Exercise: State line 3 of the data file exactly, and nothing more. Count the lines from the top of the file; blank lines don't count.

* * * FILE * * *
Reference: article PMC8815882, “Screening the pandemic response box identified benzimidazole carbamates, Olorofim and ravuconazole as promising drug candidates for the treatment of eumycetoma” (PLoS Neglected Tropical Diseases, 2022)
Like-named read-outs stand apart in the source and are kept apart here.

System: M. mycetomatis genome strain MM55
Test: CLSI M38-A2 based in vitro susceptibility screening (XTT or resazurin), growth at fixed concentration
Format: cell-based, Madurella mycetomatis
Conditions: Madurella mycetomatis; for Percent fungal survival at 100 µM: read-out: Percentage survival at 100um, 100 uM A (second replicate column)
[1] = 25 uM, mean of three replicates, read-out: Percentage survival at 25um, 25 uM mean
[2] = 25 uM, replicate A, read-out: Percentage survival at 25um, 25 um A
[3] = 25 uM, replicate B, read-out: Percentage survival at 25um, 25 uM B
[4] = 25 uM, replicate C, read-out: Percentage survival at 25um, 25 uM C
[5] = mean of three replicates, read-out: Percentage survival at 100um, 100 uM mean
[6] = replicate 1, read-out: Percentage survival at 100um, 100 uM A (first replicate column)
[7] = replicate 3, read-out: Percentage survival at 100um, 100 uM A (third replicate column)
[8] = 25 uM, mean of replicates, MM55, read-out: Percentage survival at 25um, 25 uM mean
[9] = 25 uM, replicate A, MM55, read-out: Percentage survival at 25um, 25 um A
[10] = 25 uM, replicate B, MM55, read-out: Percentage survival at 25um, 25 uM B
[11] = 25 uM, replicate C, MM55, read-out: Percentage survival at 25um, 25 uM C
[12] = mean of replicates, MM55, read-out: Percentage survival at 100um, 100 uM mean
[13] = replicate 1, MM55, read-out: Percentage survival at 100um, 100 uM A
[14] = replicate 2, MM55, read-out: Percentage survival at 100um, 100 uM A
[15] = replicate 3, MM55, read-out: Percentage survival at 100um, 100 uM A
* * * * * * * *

System: M. mycetomatis genome strain MM55